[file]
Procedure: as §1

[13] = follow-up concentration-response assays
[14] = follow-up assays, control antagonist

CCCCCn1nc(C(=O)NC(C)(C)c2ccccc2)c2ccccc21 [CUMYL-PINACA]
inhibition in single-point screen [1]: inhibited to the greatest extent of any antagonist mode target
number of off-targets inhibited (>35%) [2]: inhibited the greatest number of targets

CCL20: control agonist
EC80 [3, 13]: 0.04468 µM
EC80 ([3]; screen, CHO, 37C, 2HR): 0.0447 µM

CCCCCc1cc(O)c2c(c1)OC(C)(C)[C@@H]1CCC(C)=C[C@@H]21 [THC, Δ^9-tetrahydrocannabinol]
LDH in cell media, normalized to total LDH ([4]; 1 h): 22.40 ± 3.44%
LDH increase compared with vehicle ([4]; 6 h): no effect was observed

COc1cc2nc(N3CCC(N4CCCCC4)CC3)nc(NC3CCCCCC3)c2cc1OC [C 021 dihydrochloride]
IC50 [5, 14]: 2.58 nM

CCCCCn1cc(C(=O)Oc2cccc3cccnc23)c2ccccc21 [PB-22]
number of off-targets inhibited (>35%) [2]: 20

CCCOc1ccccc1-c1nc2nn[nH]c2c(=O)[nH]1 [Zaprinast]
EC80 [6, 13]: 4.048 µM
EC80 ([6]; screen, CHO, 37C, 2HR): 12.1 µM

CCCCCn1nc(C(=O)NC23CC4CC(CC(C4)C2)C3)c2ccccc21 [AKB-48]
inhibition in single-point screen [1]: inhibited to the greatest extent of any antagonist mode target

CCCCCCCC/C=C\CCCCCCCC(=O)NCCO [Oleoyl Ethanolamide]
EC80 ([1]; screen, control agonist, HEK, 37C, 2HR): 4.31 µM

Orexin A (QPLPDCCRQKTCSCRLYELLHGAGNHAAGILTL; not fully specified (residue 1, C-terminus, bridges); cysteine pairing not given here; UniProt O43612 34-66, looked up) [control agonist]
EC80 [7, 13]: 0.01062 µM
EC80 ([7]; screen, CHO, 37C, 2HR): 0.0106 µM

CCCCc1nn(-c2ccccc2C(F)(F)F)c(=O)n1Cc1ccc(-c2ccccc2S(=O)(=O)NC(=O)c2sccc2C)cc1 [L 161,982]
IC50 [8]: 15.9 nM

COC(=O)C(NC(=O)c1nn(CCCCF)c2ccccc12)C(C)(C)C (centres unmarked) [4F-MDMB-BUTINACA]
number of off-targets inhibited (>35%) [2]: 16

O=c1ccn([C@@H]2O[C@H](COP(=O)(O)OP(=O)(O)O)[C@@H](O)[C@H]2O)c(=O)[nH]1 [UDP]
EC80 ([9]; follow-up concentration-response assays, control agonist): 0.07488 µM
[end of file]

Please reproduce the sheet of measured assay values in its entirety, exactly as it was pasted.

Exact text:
Procedure: as §1

[13] = follow-up concentration-response assays
[14] = follow-up assays, control antagonist

CCCCCn1nc(C(=O)NC(C)(C)c2ccccc2)c2ccccc21 [CUMYL-PINACA]
inhibition in single-point screen [1]: inhibited to the greatest extent of any antagonist mode target
number of off-targets inhibited (>35%) [2]: inhibited the greatest number of targets

CCL20: control agonist
EC80 [3, 13]: 0.04468 µM
EC80 ([3]; screen, CHO, 37C, 2HR): 0.0447 µM

CCCCCc1cc(O)c2c(c1)OC(C)(C)[C@@H]1CCC(C)=C[C@@H]21 [THC, Δ^9-tetrahydrocannabinol]
LDH in cell media, normalized to total LDH ([4]; 1 h): 22.40 ± 3.44%
LDH increase compared with vehicle ([4]; 6 h): no effect was observed

COc1cc2nc(N3CCC(N4CCCCC4)CC3)nc(NC3CCCCCC3)c2cc1OC [C 021 dihydrochloride]
IC50 [5, 14]: 2.58 nM

CCCCCn1cc(C(=O)Oc2cccc3cccnc23)c2ccccc21 [PB-22]
number of off-targets inhibited (>35%) [2]: 20

CCCOc1ccccc1-c1nc2nn[nH]c2c(=O)[nH]1 [Zaprinast]
EC80 [6, 13]: 4.048 µM
EC80 ([6]; screen, CHO, 37C, 2HR): 12.1 µM

CCCCCn1nc(C(=O)NC23CC4CC(CC(C4)C2)C3)c2ccccc21 [AKB-48]
inhibition in single-point screen [1]: inhibited to the greatest extent of any antagonist mode target

CCCCCCCC/C=C\CCCCCCCC(=O)NCCO [Oleoyl Ethanolamide]
EC80 ([1]; screen, control agonist, HEK, 37C, 2HR): 4.31 µM

Orexin A (QPLPDCCRQKTCSCRLYELLHGAGNHAAGILTL; not fully specified (residue 1, C-terminus, bridges); cysteine pairing not given here; UniProt O43612 34-66, looked up) [control agonist]
EC80 [7, 13]: 0.01062 µM
EC80 ([7]; screen, CHO, 37C, 2HR): 0.0106 µM

CCCCc1nn(-c2ccccc2C(F)(F)F)c(=O)n1Cc1ccc(-c2ccccc2S(=O)(=O)NC(=O)c2sccc2C)cc1 [L 161,982]
IC50 [8]: 15.9 nM

COC(=O)C(NC(=O)c1nn(CCCCF)c2ccccc12)C(C)(C)C (centres unmarked) [4F-MDMB-BUTINACA]
number of off-targets inhibited (>35%) [2]: 16

O=c1ccn([C@@H]2O[C@H](COP(=O)(O)OP(=O)(O)O)[C@@H](O)[C@H]2O)c(=O)[nH]1 [UDP]
EC80 ([9]; follow-up concentration-response assays, control agonist): 0.07488 µM